South Lodge; Reminiscences of Violet Hunt, Ford Madox Ford and the English Review Circle

By Douglas Goldring | Go to book overview

SOUTH LODGE
Reminiscences of Violet Hunt, Ford Madox Ford and the English Review Circle

by

DOUGLAS GOLDRING

With Illustrations

CONSTABLE & CO LTD LONDON

-iii-

Notes for this page

Add a new note
If you are trying to select text to create highlights or citations, remember that you must now click or tap on the first word, and then click or tap on the last word.
One moment ...
Default project is now your active project.
Project items

Items saved from this book

This book has been saved
Highlights (0)
Some of your highlights are legacy items.

Highlights saved before July 30, 2012 will not be displayed on their respective source pages.

You can easily re-create the highlights by opening the book page or article, selecting the text, and clicking “Highlight.”

Citations (0)
Some of your citations are legacy items.

Any citation created before July 30, 2012 will labeled as a “Cited page.” New citations will be saved as cited passages, pages or articles.

We also added the ability to view new citations from your projects or the book or article where you created them.

Notes (0)
Bookmarks (0)

You have no saved items from this book

Project items include:
  • Saved book/article
  • Highlights
  • Quotes/citations
  • Notes
  • Bookmarks
Notes
Cite this page

Cited page

Style
Citations are available only to our active members.
Sign up now to cite pages or passages in MLA, APA and Chicago citation styles.

(Einhorn, 1992, p. 25)

(Einhorn 25)

1

1. Lois J. Einhorn, Abraham Lincoln, the Orator: Penetrating the Lincoln Legend (Westport, CT: Greenwood Press, 1992), 25, http://www.questia.com/read/27419298.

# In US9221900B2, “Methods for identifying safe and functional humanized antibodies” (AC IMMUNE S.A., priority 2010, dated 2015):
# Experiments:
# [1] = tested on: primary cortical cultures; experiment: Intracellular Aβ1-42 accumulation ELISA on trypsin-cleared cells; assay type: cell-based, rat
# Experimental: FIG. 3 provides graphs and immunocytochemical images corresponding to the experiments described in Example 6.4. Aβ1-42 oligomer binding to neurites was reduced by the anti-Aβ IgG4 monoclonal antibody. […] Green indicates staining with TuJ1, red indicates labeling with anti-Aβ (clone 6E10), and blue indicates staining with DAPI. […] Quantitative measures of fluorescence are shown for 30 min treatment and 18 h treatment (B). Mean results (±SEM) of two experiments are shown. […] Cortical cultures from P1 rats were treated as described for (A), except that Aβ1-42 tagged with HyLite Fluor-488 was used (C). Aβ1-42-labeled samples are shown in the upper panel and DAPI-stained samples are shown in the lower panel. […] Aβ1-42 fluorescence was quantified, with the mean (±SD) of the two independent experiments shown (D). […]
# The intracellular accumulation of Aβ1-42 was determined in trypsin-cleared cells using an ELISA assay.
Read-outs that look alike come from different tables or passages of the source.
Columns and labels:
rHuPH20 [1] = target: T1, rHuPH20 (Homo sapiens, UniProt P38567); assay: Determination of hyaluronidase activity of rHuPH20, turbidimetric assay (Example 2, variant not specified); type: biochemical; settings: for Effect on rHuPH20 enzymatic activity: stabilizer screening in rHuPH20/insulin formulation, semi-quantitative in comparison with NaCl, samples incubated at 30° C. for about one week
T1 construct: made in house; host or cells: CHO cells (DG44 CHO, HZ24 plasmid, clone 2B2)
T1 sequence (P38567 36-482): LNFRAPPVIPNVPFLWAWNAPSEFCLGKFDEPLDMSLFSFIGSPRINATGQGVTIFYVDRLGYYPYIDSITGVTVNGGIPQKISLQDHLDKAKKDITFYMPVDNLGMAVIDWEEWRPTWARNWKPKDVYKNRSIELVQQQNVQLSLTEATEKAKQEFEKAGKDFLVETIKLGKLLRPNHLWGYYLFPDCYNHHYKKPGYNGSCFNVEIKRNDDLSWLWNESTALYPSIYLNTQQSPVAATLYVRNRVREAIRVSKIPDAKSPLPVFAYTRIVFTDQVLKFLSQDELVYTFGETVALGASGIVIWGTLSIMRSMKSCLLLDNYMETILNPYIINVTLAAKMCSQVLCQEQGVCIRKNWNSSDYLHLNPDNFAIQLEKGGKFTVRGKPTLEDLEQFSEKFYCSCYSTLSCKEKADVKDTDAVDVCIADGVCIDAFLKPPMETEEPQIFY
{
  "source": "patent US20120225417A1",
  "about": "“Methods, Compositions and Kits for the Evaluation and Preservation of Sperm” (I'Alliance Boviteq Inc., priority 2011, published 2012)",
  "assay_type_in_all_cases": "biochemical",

Cited page

Bookmark this page
South Lodge; Reminiscences of Violet Hunt, Ford Madox Ford and the English Review Circle
Table of contents

Table of contents

  • Title Page iii
  • Contents v
  • Illustrations vi
  • Acknowledgements vii
  • To Thomas Wade Earp ix
  • Preface xi
  • Chapter I - Who They Were 1
  • Chapter II - Birth of the English Review 14
  • Chapter III - 84 Holland Park Avenue 31
  • Chapter IV - Enter Violet Hunt 41
  • Chapter V - The End of an Epoch 57
  • Chapter VI - "Elle Et Lui" 75
  • Chapter VII - The Throne Libel Case 101
  • Chapter VIII - Scandal 106
  • Chapter IX - The Good Soldier 116
  • Chapter X - Armistice 123
  • Chapter XI - Ford in Paris 136
  • Chapter XII - Mary and Cecil 147
  • Chapter XIII - The Conrad Controversy 165
  • Chapter XIV - Ford in New York 178
  • Chapter XV - Twilight at South Lodge 184
  • Chapter XVI - The Standard of Values 203
  • Chapter XVII - L'Envoi 228
  • Bibliography 235
Settings

Settings

Typeface
Text size Smaller Larger Reset View mode
Search within

Search within this book

Look up

Look up a word

  • Dictionary
  • Thesaurus
Please submit a word or phrase above.
Print this page

Print this page

Why can't I print more than one page at a time?

Help
Full screen
/ 242

matching results for page

    Questia reader help

    How to highlight and cite specific passages

    1. Click or tap the first word you want to select.
    2. Click or tap the last word you want to select, and you’ll see everything in between get selected.
    3. You’ll then get a menu of options like creating a highlight or a citation from that passage of text.

    OK, got it!

    Cited passage

    Style
    Citations are available only to our active members.
    Sign up now to cite pages or passages in MLA, APA and Chicago citation styles.

    "Portraying himself as an honest, ordinary person helped Lincoln identify with his audiences." (Einhorn, 1992, p. 25).

    "Portraying himself as an honest, ordinary person helped Lincoln identify with his audiences." (Einhorn 25)

    "Portraying himself as an honest, ordinary person helped Lincoln identify with his audiences."1

    1. Lois J. Einhorn, Abraham Lincoln, the Orator: Penetrating the Lincoln Legend (Westport, CT: Greenwood Press, 1992), 25, http://www.questia.com/read/27419298.

    Cited passage

    Thanks for trying Questia!

    Please continue trying out our research tools, but please note, full functionality is available only to our active members.

    Your work will be lost once you leave this Web page.

    For full access in an ad-free environment, sign up now for a FREE, 1-day trial.

    Already a member? Log in now.